When expanding into new, international markets, many companies assume that their existing competitive advantages will transfer over seamlessly. But of course, a strategy that’s been successful in one market won’t necessarily work in another. Through a series of more than 100 in-depth interviews with executives at multinational companies, the author identifies three hurdles that companies often face when attempting to translate an existing strategy into a new market: differences in the local competitive landscape, differences in local customer preferences, and limited willingness or ability to adapt to meet those local demands. In response to these challenges, the author suggests that companies should first acknowledge the problem, and then take one of three approaches: make small adjustments, develop entirely new competitive advantages, or leave the market entirely.
When building a business, the critical first step is to develop a strategy that resonates with your market. But once you’ve crafted that winning strategy, what does it take to successfully translate it into new markets?
When companies expand overseas, they often assume the competitive advantages that have made them successful in their home countries will seamlessly transfer into new global markets. And indeed, this can sometimes be the case. For example, Sequoia’s existing brand resonated well with Indian entrepreneurs, and so its expansion into the Indian market required minimal adaption. Similarly, Intel has achieved lucrative returns selling semiconductors to customers in China because its chip design and manufacturing technology is hard for competitors to replicate.
However, not all competitive advantages translate quite so smoothly. Through more than 100 in-depth interviews with executives at multinational corporations based all around the world, my team and I found that there are three primary factors that determine whether a competitive advantage will transfer into new markets: the local competitive landscape, local customer preferences, and the extent to which a company is willing and able to adapt to meet those local demands.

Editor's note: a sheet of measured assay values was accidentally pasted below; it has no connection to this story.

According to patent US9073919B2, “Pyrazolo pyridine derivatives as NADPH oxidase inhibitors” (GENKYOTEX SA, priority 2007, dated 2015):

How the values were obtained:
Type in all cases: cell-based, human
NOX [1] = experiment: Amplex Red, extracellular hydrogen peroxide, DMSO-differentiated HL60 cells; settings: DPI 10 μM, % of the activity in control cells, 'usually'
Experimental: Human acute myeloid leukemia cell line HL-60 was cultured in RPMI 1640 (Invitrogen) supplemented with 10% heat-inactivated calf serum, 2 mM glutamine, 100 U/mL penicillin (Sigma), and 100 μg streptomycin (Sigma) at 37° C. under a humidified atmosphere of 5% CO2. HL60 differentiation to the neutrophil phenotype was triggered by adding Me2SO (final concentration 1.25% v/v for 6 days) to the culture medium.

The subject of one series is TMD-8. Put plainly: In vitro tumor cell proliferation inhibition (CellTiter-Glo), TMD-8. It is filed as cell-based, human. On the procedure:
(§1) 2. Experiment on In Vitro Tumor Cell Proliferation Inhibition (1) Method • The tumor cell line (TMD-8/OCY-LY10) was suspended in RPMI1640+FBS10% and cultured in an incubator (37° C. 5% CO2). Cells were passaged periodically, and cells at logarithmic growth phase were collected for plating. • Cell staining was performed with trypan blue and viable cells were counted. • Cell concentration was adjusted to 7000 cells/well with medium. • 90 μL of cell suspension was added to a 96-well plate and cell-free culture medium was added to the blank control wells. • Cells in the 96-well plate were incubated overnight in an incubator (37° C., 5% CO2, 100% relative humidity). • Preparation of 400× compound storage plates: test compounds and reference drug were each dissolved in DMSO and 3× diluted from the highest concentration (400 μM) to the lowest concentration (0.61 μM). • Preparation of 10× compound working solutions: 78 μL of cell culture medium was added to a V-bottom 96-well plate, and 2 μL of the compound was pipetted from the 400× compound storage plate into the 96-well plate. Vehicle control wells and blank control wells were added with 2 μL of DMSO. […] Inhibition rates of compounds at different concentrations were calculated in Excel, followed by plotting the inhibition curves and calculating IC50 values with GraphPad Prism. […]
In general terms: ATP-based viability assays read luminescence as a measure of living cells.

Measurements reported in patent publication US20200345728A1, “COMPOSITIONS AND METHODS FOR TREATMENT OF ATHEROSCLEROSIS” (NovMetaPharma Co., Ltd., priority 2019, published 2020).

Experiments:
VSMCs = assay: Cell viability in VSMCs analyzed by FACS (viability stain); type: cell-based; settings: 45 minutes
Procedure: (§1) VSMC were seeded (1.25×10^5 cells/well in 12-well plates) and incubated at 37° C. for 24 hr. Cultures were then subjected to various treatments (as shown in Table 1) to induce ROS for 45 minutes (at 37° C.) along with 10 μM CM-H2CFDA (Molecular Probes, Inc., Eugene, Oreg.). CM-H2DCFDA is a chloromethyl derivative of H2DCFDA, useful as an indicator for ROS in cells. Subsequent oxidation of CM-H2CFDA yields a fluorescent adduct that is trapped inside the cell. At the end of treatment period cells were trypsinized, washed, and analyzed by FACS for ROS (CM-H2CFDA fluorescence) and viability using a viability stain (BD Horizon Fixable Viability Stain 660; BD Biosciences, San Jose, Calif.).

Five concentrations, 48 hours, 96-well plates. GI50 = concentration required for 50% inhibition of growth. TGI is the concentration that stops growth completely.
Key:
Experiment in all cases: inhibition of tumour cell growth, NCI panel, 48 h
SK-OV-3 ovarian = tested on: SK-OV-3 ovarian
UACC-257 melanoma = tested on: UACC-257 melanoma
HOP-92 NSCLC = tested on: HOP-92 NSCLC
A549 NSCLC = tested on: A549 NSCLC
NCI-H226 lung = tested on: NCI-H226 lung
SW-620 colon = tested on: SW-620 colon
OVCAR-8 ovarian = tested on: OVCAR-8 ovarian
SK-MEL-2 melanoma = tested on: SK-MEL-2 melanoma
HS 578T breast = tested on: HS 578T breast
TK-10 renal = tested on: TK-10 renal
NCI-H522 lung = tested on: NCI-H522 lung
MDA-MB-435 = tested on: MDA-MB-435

1. Local competitive landscape
The first common hurdle we identified was differences in competitive landscape. You may have successfully beat out the competitors in your home market, but that victory doesn’t necessarily translate to other markets, which may be home to other competitors with different strengths and weaknesses.
For example, despite its success in many global markets, Starbucks lost $143 million in the first seven years of operations in Australia, ultimately forcing the company to close 61 of its 84 Australian stores. What happened? There were several factors at play, but a major flaw in Starbucks’ strategy was its underestimation of Australia’s rich coffee culture. In contrast to other markets in which customers were less familiar with coffee as a “lifestyle experience,” Italian and Greek immigrants had developed a vibrant coffee scene in Australia dating as far back as the 1940s and ‘50s. By the time Starbucks entered the market, it was competing with a wide variety of independently owned coffee shops that offered more flavors at lower prices, and that already had strong brand loyalty among Australian customers — a vastly different landscape than what the company was accustomed to at home.
2. Local customer preferences
Differences in competitive landscape often go hand in hand with differences in customer preferences, as competitors respond to (and in some cases, create) demand that diverges from a company’s home market. As a result, a product that’s appealing to consumers in one market may be utterly irrelevant in another.